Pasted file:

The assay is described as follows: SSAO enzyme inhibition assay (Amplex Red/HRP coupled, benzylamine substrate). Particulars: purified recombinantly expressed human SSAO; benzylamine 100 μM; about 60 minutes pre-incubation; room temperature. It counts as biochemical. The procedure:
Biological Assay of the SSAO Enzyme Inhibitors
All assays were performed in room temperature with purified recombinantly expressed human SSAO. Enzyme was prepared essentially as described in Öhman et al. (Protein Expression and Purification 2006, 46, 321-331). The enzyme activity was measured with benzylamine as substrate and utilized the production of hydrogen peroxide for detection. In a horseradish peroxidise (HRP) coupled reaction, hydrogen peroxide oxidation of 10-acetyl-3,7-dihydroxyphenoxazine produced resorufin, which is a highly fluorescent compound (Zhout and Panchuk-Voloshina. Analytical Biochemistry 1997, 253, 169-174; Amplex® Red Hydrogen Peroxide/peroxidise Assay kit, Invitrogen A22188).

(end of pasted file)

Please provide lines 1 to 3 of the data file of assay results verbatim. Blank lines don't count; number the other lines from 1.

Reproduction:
The assay is described as follows: SSAO enzyme inhibition assay (Amplex Red/HRP coupled, benzylamine substrate). Particulars: purified recombinantly expressed human SSAO; benzylamine 100 μM; about 60 minutes pre-incubation; room temperature. It counts as biochemical. The procedure:
Biological Assay of the SSAO Enzyme Inhibitors
All assays were performed in room temperature with purified recombinantly expressed human SSAO. Enzyme was prepared essentially as described in Öhman et al. (Protein Expression and Purification 2006, 46, 321-331). The enzyme activity was measured with benzylamine as substrate and utilized the production of hydrogen peroxide for detection. In a horseradish peroxidise (HRP) coupled reaction, hydrogen peroxide oxidation of 10-acetyl-3,7-dihydroxyphenoxazine produced resorufin, which is a highly fluorescent compound (Zhout and Panchuk-Voloshina. Analytical Biochemistry 1997, 253, 169-174; Amplex® Red Hydrogen Peroxide/peroxidise Assay kit, Invitrogen A22188).